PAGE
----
In futile symbolic protest of the new Facebook TOS, I’m deleting my one “Note” in Facebook and reposting it here.
March 15, 2008
Yesterday morning I read — mostly sympathetically — an opinion piece on Salon about youth and the Internet (http://www.salon.com/mwt/feature/2008/03/14/kids_and_internet). One bit of diction pricked me: “Teenagers today read and write for fun; it’s part of their social lives. We need to start celebrating this unprecedented surge, incorporating it as an educational tool instead of meeting it with punishing pop quizzes and suspicion” (emphasis added).
For the last year, since the so-called surge of occupation forces in Iraq, I’ve been taking note of the use of “surge” in the press, on- and off-line, and I believe that its use has increased. Admittedly it’s possible that endless prattle about the surge in Iraq has sensitized me to the word, permitting me to take note, whereas before the word would have slipped past, invisibly, as it were. But I don’t think so. I would contend that, now, everything can be a surge, is capable of surging: profits, hospital admissions, inflation, companies, support for presidential candidates, market demand, unemployment claims, liabilities, interest in an issue, crime, sports teams, prices, emotions, and so on; support for the troop surge itself, if there is any, can be said to surge. Now, “surge” has become so current as to be able to describe the increase in its use: a surge of writers using “surge.”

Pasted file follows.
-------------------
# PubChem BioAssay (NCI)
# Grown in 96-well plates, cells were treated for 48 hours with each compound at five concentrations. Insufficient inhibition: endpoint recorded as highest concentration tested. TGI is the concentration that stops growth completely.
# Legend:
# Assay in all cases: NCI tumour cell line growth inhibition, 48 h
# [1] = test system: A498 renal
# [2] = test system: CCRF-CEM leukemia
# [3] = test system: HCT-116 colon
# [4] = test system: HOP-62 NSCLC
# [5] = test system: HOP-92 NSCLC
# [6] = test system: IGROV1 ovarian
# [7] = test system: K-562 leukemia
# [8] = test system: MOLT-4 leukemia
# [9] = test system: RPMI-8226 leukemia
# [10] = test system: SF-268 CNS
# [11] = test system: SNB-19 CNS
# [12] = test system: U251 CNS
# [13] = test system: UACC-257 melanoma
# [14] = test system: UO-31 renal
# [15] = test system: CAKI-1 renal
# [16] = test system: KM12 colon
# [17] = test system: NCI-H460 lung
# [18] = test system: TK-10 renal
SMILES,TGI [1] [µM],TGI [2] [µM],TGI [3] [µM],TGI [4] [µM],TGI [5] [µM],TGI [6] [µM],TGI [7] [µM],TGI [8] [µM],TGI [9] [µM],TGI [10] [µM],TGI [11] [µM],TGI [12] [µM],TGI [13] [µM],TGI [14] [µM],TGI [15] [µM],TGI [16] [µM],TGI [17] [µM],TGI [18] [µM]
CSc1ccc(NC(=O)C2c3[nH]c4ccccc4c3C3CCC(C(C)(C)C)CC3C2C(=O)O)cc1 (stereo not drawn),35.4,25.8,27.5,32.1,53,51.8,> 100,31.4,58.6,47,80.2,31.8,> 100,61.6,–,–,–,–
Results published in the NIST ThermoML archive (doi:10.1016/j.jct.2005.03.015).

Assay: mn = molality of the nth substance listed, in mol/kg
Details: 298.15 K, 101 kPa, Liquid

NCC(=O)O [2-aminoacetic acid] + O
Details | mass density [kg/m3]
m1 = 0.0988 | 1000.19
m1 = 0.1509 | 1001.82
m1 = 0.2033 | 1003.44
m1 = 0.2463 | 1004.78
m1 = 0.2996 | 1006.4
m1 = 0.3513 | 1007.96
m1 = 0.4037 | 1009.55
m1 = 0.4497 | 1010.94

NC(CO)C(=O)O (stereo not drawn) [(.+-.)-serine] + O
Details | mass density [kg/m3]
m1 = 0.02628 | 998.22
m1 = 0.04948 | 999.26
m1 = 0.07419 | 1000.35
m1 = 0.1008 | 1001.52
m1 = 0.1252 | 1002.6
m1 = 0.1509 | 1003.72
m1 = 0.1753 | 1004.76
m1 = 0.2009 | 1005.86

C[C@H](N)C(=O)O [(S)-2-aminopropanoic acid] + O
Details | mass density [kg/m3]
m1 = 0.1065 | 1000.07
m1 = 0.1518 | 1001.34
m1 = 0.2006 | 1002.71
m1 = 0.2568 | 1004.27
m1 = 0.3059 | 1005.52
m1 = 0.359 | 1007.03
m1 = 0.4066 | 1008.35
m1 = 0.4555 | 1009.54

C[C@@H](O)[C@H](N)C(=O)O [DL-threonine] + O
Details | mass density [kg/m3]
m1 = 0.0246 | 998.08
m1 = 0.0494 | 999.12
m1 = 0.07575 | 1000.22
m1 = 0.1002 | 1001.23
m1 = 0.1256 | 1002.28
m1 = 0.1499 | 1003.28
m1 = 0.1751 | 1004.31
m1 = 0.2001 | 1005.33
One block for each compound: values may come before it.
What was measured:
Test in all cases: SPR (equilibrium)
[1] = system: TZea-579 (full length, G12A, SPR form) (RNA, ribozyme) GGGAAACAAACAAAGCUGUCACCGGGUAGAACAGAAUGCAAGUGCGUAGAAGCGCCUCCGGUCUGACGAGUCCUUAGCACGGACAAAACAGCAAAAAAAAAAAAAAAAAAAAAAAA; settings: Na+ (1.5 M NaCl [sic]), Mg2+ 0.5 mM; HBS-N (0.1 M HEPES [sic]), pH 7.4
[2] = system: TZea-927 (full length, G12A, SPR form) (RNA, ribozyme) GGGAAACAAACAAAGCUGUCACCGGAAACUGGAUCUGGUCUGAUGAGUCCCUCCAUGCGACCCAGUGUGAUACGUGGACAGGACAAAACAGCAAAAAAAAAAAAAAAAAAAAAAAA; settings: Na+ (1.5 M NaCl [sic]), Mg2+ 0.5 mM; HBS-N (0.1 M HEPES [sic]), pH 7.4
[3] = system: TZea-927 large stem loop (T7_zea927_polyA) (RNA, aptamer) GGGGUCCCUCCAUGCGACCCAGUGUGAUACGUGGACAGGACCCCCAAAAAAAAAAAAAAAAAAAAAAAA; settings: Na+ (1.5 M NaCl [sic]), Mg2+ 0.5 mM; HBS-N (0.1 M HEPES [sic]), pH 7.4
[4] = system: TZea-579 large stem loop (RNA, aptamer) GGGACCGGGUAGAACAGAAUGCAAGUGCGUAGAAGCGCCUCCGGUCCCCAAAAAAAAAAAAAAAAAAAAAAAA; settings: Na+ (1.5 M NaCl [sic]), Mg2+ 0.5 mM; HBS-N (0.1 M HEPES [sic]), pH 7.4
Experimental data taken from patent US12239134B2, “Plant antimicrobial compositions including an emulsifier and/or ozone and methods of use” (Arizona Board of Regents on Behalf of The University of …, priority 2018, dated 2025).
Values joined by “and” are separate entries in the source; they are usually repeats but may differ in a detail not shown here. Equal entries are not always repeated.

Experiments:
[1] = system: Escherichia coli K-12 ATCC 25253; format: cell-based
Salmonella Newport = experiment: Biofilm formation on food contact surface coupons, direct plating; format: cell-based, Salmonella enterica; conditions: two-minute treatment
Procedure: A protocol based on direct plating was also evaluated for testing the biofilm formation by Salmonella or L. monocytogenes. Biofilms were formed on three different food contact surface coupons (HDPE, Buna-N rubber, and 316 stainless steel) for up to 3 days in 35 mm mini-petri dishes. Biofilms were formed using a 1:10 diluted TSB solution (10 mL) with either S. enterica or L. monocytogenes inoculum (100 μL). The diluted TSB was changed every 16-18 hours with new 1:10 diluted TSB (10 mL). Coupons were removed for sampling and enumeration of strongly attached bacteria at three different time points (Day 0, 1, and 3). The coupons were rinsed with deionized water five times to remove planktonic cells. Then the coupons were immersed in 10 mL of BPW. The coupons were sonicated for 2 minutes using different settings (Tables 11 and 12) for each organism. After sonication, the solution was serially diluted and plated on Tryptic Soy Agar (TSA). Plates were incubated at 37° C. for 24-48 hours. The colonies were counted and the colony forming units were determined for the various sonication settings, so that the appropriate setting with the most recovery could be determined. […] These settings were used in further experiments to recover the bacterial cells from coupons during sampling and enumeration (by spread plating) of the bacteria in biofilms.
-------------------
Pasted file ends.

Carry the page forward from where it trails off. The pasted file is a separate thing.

This is not to say that “surge,” deployed figuratively, cannot accommodate this broad range of uses. Rather, reflecting on the current context of this range, I want to ask to what extent the militarization of the U.S. is accompanied by, or bound up with, a rhetorical militarization. After all, I’ve just written “deployed” in connection with the use of a word.
A friend commented nearly a year later, writing:
Very astute. And not to have elicited a comment. Pearls before swine. I’d like to suggest “seiche” as a possible antidote to the overuse of “surge.” A seiche, I learned today, is a standing wave in an enclosed body of water that, due to its long wavelength, is often imperceptible to the eye http://en.wikipedia.org/wiki/Seiche).
I’m thinking that “seiche” could be used to describe long, subtle trends, that go unnoticed to “observers in boats on the surface.” Say, ramping up of law enforcement surveillance after 9/11, or rising rents in NYC.
It is not a sexy, militarized word. The other problem is one of pronunciation. “Pronounced “/seɪʃ/, or approximately saysh)”, it does not rhyme with quiche. Please advise.